Fact Check

Is Olive Garden Closing Down All Restaurant Locations, as Announced in 2023?

The website Investing.com appeared to report via Facebook ads that the Olive Garden Italian restaurant chain would be closing its doors.

Published Nov 14, 2023

An Olive Garden Italian restaurant billboard ad in Kissimmee, Florida on Jan. 25, 2019. (Photo by John Greim/LightRocket via Getty Images) (John Greim/LightRocket via Getty Images)
An Olive Garden Italian restaurant billboard ad in Kissimmee, Florida on Jan. 25, 2019. (Photo by John Greim/LightRocket via Getty Images)
An online advertisement displayed in November 2023 said that Olive Garden planned to close its chain of Italian restaurants.

In November 2023, a multitude of different online advertisements were displayed to users on Facebook and Instagram that each showed a photo of an Olive Garden restaurant. At the top of the photos was the word "CLOSING," which was displayed with red, capital letters. The two captions of the ads read either "Say Goodbye To Breadsticks Forever?" or "Closing Time: All The Restaurant Chains Closing."

The ads appeared to hint that there was major news afoot for Olive Garden, possibly that the Italian restaurant chain would be closing all of its locations, going bankrupt or going out of business for other reasons.

Olive Garden is not closing all restaurants and store locations, going bankrupt or going out of business for other reasons, despite ads seen on Facebook and Instagram.The ads were appearing on both Facebook and Instagram.

All of the ads led to an article on the Investing.com website. The headline of the article read, "Last Call: These Chain Stores Are Closing Locations in 2023."

The article listed 216 different businesses, most of which appeared to be American brands. Under each business name were several paragraphs describing whether the companies would be closing some or all of its locations. In other words, there were hundreds of paragraphs in what truly was a massive article.

Olive Garden appeared in the story at number 191. That section of the article read as follows:

191. Olive Garden

Year Established: 1982

Store Closures: Over 40 locations

Olive Garden has announced the closure of 45 locations nationwide, mainly due to a decline in customers during the COVID-19 pandemic. Most of these Olive Garden locations were smaller, older locations located in California, New York, Pennsylvania and Florida.

In addition to this round of closings, the chain is planning to reduce its overall restaurant count by another 40 locations within the next two years. These locations span several states, including Arizona, Arkansas, Illinois and Ohio. All affected employees will receive transition assistance as part of their separation packages from Olive Garden. This closure was met with much sadness by customers who frequented these locations and expressed their fond memories in social media posts and articles.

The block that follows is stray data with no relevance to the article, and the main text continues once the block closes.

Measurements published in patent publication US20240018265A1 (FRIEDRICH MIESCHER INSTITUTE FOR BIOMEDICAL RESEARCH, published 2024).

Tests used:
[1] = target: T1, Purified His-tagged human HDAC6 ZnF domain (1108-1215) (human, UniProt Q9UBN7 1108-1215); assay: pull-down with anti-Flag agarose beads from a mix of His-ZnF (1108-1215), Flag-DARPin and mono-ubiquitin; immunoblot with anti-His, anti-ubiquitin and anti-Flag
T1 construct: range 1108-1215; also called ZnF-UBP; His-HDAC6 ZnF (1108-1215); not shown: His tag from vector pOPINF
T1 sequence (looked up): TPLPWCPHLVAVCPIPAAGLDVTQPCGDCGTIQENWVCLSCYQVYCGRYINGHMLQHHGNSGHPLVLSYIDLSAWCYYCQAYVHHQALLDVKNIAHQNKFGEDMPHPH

The article did not reveal that the Olive Garden restaurant chain would be closing down. The ads were false clickbait that led to the massive (and possibly outdated) article, as we noted as the top of this fact check.

Olive Garden Rep Says the Rumor Is 'False'

The lengthy article claimed that Olive Garden planned to close 85 of its over 900 locations in the future.

To find out more, we contacted Darden Restaurants, the company that owns Olive Garden, to ask about the claim.

By email, Jessica Dinon, the company's senior director of communications in social media and creative services, told us, "I’m not sure where the original information came from but I can assure you it is false."

Olive Garden Growth, by the Numbers

In our research, we found that Olive Garden was highly profitable for Darden Restaurants, and that the Italian restaurant chain had grown its number of restaurant locations annually over the last several years.

Olive Garden locations in the U.S. numbered 858 in 2018, 867 in 2019, 871 in 2020, 877 in 2021, 887 in 2022 and 906 in late 2023, all according to data provided on Darden Restaurants' website.

Why Do These Clickbait Ads Exist?

As for the Facebook and Instagram ads and the Investing.com story, the reason why these kinds of ads and articles exist is usually for something called advertising arbitrage. Advertising arbitrage is a strategy in which an advertiser hopes to make more money on ads displayed in a lengthy article (or slideshow article) than it would cost to display an initial clickbait ad meant to attract users to the article.


“Investor Relations.” Darden Restaurants Inc., https://investor.darden.com/news/default.aspx.

Liles, Jordan. “Snopes Tips: How To Avoid Ad Arbitrage Clickbait.” Snopes, 2 Jan. 2022, https://www.snopes.com/articles/387913/avoid-ad-arbitrage-clickbait/.

Jordan Liles is a Senior Reporter who has been with Snopes since 2016.

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